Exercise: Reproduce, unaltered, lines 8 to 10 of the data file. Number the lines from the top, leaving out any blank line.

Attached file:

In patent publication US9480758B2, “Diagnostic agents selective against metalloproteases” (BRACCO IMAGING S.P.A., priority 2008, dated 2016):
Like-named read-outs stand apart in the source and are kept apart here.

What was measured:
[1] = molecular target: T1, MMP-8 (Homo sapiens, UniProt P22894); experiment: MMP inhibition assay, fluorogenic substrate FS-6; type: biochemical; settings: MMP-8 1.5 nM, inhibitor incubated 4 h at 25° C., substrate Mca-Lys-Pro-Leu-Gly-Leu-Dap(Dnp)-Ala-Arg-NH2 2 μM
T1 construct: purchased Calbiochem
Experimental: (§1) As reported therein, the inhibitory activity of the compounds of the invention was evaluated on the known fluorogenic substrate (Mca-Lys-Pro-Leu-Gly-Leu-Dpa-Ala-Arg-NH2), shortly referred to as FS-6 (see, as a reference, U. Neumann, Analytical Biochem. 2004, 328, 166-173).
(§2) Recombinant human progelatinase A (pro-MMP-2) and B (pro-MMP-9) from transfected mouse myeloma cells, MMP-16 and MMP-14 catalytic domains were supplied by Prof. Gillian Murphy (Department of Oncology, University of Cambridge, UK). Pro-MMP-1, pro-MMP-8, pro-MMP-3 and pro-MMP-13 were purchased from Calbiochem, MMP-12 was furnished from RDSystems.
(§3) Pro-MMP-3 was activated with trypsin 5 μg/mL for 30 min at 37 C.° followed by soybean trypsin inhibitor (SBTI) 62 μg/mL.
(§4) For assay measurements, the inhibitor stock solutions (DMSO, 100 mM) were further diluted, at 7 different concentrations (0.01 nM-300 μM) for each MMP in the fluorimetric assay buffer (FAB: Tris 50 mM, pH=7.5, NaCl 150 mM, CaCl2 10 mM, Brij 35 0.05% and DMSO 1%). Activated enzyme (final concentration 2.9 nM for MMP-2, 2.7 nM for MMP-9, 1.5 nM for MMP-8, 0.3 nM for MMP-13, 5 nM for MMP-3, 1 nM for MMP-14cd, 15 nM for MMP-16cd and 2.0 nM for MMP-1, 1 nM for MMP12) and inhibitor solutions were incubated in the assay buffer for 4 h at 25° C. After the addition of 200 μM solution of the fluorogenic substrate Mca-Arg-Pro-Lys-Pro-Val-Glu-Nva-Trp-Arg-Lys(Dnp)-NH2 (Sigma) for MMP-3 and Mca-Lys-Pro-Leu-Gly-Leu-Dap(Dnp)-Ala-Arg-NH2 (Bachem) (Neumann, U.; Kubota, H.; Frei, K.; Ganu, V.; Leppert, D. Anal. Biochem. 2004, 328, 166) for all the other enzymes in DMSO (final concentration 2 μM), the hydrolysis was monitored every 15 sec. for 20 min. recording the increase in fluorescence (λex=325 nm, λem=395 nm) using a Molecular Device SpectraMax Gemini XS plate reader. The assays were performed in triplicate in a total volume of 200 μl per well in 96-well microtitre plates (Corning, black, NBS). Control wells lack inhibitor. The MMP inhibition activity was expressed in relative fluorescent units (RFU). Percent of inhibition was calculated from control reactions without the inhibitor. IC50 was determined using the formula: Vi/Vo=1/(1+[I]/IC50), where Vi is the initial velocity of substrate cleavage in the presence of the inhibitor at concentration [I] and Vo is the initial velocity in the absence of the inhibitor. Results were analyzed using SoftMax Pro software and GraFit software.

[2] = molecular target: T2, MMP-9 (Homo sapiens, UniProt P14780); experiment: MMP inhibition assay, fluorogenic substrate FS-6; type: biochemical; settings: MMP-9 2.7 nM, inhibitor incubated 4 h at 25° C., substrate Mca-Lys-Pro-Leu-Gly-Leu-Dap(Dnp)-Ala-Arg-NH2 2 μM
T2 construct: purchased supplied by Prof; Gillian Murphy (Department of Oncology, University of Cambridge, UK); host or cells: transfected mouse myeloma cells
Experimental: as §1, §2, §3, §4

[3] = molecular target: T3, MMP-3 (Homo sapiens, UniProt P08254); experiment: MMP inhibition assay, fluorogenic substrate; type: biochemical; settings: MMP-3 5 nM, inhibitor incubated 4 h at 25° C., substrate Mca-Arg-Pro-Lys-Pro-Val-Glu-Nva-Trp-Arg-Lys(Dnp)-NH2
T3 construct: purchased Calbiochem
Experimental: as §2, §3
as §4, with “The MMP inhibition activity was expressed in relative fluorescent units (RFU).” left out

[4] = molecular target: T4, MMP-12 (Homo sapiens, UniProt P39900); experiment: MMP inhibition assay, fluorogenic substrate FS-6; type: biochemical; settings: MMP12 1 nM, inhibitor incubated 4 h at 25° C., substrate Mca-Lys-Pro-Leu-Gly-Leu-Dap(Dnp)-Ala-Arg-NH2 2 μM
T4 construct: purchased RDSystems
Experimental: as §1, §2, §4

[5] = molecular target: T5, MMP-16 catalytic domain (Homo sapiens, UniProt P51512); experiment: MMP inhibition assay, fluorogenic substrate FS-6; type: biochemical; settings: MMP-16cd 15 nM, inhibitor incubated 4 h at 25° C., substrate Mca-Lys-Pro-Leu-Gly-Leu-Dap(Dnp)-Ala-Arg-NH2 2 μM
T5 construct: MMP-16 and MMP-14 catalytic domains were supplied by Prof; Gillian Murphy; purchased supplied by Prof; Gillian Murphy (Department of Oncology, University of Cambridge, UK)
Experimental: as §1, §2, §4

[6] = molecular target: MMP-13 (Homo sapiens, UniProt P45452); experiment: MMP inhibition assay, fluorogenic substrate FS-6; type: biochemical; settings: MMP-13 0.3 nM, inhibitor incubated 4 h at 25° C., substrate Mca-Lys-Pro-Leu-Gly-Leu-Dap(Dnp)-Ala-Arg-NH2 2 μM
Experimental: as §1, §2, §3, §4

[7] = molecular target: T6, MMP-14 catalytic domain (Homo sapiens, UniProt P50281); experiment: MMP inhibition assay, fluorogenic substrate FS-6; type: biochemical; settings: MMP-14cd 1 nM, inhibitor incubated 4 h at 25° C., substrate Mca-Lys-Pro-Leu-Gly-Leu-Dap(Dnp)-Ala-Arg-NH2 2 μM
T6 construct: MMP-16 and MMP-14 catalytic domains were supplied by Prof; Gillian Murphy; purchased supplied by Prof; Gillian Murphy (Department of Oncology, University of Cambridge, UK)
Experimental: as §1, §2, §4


(§3) Pro-MMP-3 was activated with trypsin 5 μg/mL for 30 min at 37 C.° followed by soybean trypsin inhibitor (SBTI) 62 μg/mL.
(§4) For assay measurements, the inhibitor stock solutions (DMSO, 100 mM) were further diluted, at 7 different concentrations (0.01 nM-300 μM) for each MMP in the fluorimetric assay buffer (FAB: Tris 50 mM, pH=7.5, NaCl 150 mM, CaCl2 10 mM, Brij 35 0.05% and DMSO 1%). Activated enzyme (final concentration 2.9 nM for MMP-2, 2.7 nM for MMP-9, 1.5 nM for MMP-8, 0.3 nM for MMP-13, 5 nM for MMP-3, 1 nM for MMP-14cd, 15 nM for MMP-16cd and 2.0 nM for MMP-1, 1 nM for MMP12) and inhibitor solutions were incubated in the assay buffer for 4 h at 25° C. After the addition of 200 μM solution of the fluorogenic substrate Mca-Arg-Pro-Lys-Pro-Val-Glu-Nva-Trp-Arg-Lys(Dnp)-NH2 (Sigma) for MMP-3 and Mca-Lys-Pro-Leu-Gly-Leu-Dap(Dnp)-Ala-Arg-NH2 (Bachem) (Neumann, U.; Kubota, H.; Frei, K.; Ganu, V.; Leppert, D. Anal. Biochem. 2004, 328, 166) for all the other enzymes in DMSO (final concentration 2 μM), the hydrolysis was monitored every 15 sec. for 20 min. recording the increase in fluorescence (λex=325 nm, λem=395 nm) using a Molecular Device SpectraMax Gemini XS plate reader. The assays were performed in triplicate in a total volume of 200 μl per well in 96-well microtitre plates (Corning, black, NBS). Control wells lack inhibitor. The MMP inhibition activity was expressed in relative fluorescent units (RFU). Percent of inhibition was calculated from control reactions without the inhibitor. IC50 was determined using the formula: Vi/Vo=1/(1+[I]/IC50), where Vi is the initial velocity of substrate cleavage in the presence of the inhibitor at concentration [I] and Vo is the initial velocity in the absence of the inhibitor. Results were analyzed using SoftMax Pro software and GraFit software.

[2] = molecular target: T2, MMP-9 (Homo sapiens, UniProt P14780); experiment: MMP inhibition assay, fluorogenic substrate FS-6; type: biochemical; settings: MMP-9 2.7 nM, inhibitor incubated 4 h at 25° C., substrate Mca-Lys-Pro-Leu-Gly-Leu-Dap(Dnp)-Ala-Arg-NH2 2 μM